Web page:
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There's no beverage of moderation, only the practice of moderation.

Understanding Moderation

Part of responsible drinking is understanding that a standard drink of beer, distilled spirits and wine each contains the same amount of alcohol. It's not what you drink, it's how much that counts.

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There's no beverage of moderation, only the practice of moderation.

Committed to Responsibility

For more than 75 years, the spirits industry has adhered to a rigorous set of standards for beverage alcohol advertising and marketing. Click here to learn more about the Code.

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June 27, 2002 08:00 PM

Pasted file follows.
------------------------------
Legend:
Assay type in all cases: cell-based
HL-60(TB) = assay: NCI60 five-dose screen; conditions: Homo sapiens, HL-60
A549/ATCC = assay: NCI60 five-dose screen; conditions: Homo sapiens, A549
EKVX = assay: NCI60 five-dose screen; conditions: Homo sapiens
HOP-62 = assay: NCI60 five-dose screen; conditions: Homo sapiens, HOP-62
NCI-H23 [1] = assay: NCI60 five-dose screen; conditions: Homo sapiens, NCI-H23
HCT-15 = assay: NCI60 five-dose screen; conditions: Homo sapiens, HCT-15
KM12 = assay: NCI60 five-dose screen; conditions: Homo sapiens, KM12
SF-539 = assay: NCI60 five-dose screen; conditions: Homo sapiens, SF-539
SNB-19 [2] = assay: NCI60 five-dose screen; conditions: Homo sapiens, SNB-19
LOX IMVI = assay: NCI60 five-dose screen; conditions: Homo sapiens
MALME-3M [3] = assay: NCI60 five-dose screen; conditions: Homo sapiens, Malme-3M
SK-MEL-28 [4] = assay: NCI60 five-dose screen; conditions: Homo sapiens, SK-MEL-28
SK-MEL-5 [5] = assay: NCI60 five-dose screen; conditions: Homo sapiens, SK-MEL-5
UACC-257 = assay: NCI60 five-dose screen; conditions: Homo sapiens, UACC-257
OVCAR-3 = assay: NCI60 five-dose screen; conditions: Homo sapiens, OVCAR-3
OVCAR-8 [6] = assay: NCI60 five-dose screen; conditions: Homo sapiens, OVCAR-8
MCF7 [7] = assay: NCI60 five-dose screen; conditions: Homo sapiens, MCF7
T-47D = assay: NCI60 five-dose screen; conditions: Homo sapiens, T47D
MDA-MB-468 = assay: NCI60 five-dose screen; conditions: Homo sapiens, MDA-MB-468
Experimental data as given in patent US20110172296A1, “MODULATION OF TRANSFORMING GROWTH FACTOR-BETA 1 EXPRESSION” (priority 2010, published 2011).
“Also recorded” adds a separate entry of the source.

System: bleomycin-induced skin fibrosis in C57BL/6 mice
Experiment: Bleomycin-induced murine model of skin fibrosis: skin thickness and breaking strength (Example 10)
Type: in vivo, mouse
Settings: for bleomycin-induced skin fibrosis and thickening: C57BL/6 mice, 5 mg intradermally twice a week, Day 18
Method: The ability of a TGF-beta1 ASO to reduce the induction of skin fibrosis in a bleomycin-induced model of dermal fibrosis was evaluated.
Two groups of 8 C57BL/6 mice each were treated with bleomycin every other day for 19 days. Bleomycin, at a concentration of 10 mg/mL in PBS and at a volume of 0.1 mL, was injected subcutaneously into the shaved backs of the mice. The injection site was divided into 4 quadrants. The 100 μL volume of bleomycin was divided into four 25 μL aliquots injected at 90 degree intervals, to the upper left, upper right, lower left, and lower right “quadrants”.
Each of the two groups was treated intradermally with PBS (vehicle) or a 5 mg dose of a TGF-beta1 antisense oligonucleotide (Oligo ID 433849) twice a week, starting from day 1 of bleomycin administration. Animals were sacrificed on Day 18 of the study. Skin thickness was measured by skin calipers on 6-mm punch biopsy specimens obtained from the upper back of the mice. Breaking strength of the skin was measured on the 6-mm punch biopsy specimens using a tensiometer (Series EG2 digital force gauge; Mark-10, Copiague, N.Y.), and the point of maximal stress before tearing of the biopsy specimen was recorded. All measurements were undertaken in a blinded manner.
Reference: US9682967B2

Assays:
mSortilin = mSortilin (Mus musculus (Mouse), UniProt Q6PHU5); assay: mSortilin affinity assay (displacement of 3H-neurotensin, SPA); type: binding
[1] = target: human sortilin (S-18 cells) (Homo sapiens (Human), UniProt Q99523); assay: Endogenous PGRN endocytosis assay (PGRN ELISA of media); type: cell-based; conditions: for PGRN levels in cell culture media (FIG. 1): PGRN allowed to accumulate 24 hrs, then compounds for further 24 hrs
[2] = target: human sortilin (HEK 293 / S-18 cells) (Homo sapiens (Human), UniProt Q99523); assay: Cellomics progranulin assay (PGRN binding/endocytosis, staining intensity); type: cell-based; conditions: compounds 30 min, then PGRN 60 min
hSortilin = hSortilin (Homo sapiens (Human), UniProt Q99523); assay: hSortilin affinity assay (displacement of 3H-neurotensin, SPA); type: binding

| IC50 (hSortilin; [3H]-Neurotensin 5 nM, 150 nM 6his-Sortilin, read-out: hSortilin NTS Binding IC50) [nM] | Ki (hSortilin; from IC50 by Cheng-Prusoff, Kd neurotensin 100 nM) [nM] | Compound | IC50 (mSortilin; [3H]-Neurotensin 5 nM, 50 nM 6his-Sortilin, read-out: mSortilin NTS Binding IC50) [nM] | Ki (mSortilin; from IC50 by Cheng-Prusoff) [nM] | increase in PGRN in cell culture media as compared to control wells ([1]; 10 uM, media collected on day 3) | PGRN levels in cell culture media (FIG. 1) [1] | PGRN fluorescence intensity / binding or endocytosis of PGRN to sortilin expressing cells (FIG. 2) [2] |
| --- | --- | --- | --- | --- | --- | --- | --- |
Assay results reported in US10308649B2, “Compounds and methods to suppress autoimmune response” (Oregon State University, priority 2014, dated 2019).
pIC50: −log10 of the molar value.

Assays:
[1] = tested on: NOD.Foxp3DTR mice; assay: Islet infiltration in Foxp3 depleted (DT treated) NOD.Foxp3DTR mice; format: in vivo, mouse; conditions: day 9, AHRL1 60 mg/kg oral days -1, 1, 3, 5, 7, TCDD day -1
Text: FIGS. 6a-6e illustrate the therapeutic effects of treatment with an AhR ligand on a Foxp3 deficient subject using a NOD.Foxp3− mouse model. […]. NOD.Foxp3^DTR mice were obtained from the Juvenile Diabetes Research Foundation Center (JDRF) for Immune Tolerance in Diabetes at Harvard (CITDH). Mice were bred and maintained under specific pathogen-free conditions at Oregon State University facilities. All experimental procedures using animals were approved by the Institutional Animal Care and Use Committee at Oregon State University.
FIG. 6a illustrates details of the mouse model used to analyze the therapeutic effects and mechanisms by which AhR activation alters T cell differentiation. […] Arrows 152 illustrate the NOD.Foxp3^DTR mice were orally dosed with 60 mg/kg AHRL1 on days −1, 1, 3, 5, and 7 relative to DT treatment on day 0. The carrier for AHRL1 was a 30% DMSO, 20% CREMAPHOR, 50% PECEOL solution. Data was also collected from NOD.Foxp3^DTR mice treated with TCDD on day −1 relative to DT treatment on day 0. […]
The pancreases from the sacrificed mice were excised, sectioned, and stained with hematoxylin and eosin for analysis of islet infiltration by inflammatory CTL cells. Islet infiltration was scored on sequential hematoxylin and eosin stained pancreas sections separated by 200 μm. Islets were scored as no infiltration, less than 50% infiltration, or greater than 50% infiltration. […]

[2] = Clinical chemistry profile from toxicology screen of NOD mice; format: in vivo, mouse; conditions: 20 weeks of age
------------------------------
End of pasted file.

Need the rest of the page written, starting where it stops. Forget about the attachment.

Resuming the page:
WASHINGTON, June 20, 2002 – The Massachusetts Senate defeated a proposal June 13 to impose a five percent sales tax on distilled spirits, a move heralded by the Distilled Spirits Council as “sound social, economic and fiscal policy.” The tax increase, proposed as an amendment to the budget, called for a five percent tax increase on spirits, beer and wine to help fund treatment programs for illicit drug or alcohol abusers. “We commend the members of the Senate for making the right decision,” said David Wojnar, Distilled Spirits Council Eastern Region Vice President who testified last May before the Massachusetts Senate Committee on Taxation in opposition to the legislation. “Responsible consumption of distilled spirits, beer or wine is a socially acceptable part of a normal, healthy, adult lifestyle. Earmarked taxes singling out a legal and responsible industry and its responsible consumers is not good public policy and not in the public interest.” Wojnar said that representatives from each tier and each sector of the beverage alcohol industry united to lobby against the tax increase. The coalition consisted of the Distilled Spirits Council, the Massachusetts Wine and Spirits Wholesalers, Massachusetts Beer Wholesalers, Massachusetts Package Store Association, The Wine Institute, Miller Brewing and Anheuser-Busch. “By working together, the industry was able to send a single message to the legislature -- don’t force responsible consumers to pay for illicit drug use and alcohol abuse,” Wojnar concluded. CONTACT: Lisa Hawkins or Frank Coleman Telephone: (202) 682-8840 SCROLLER Publication Name: Publication Author:


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